Letters, the Week of March 23, 2017


Jewish Embrace of Refugees Is Dangerous

The letter from David L. Levine was excellent (“Efforts to Help Muslims Often Backfire,” March 16).

He wrote about the danger and foolishness of Jews helping Muslims to enter America as supposed refugees. In 1492, the Jews of Spain were so allied with Islam that when the Muslims were expelled, the Jews were also expelled from Spain. Similarly, today’s left-wing Jews of France, the United Kingdom and the rest of Western Europe have foolishly assisted Muslims into entering their nations — only to be kicked in the teeth. Just look at the murders and terrorism suffered by Jews from so-called Muslim refugees.

This January, and again in February, American women marched in opposition to President Trump. What the marchers, especially Jewish women, failed to realize is that these marches were led by Muslim enemies of Jews, especially the vicious Linda Sarsour, a Palestinian proponent of the boycott, divestment and sanctions (BDS) movement against Israel.

Why do so many foolish Jews align themselves with our enemies? Sadly, I can only guess that the blind leftism of many Jews is more compelling than G-d, the Torah and Israel. A sad situation!

Howard Hyman | Jamison

Trump Breeds Hate and Division

I read with great disappointment Joshua Runyan’s column “Plenty of Blame to Go Around” (March 9). Some of his statements in this article are so preposterous that it undermines the legitimacy of all his other work.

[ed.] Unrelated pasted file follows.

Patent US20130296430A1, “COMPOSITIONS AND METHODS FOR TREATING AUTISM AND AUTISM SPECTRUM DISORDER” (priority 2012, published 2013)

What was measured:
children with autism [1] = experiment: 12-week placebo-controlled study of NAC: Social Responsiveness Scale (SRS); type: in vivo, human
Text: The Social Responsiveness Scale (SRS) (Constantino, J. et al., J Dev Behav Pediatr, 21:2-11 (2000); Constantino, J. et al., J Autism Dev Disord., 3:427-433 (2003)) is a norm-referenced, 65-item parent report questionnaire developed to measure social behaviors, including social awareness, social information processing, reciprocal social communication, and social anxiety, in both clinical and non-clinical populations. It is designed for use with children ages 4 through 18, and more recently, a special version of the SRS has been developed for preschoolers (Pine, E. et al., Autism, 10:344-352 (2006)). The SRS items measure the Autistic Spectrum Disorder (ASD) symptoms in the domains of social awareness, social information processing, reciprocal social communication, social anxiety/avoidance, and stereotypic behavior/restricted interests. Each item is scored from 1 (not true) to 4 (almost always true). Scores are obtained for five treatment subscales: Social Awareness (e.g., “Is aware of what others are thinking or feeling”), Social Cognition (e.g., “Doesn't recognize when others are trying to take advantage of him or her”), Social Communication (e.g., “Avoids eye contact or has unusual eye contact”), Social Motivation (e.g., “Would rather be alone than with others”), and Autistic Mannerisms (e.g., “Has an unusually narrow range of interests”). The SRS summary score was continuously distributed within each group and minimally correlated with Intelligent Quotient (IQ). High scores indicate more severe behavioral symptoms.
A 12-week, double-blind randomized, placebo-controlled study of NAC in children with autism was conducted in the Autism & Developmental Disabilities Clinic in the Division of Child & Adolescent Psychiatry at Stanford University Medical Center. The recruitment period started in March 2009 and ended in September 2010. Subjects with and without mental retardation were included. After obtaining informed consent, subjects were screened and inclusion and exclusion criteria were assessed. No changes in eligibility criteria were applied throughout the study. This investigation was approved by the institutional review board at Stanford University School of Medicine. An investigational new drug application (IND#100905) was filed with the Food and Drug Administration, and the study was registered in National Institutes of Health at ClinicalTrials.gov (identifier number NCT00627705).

Since coming down the escalator in Trump Tower in June 2015 to announce his candidacy for president, Donald Trump has built a campaign of hate and divisiveness. Unfortunately, he has continued this route as president as well. Whether it be building a wall to keep Mexicans from crossing our southern border, signing executive orders illegally designed to keep Muslims from entering this country, reversing protections for transgender students from using the bathrooms they identify with, Trump has promoted hate, made fringe groups more vulnerable and been decidedly anti-American.

President George W. Bush at least had “compassionate conservatism.” His father sought a “kinder, gentler nation.” And the venerable Ronald Reagan saw Washington as the “shining city on a hill.” Trump will forever be known for hate and division.

Runyan’s argument that it is “merely correlative” that there has been a rise in anti-Semitism since Trump’s inauguration is flat out wrong and blind to the realities that Trump has inspired people to threaten minorities. His statement that it is “like blaming President Obama for fueling the high-profile killings of unarmed black man” is blatantly wrong. President Obama never fueled hateful actions through his speech, but at all times encouraged peace and understanding between those who are different.

Finally, Runyan’s comment that “Trump’s brand of populism is just as dangerous as that practiced by the Bernie Sanders wing of the Democratic Party” is also simply not correct. Sanders sought to end privileges for the 1 percent and to provide for those who need it the most.

Making excuses for President Trump’s actions, or somehow minimizing the severity of them, must be rejected because it only further enables actions that threaten those in our society who need the freedoms and protections afforded by the Constitution the most.

Joel Cheskis | Harrisburg


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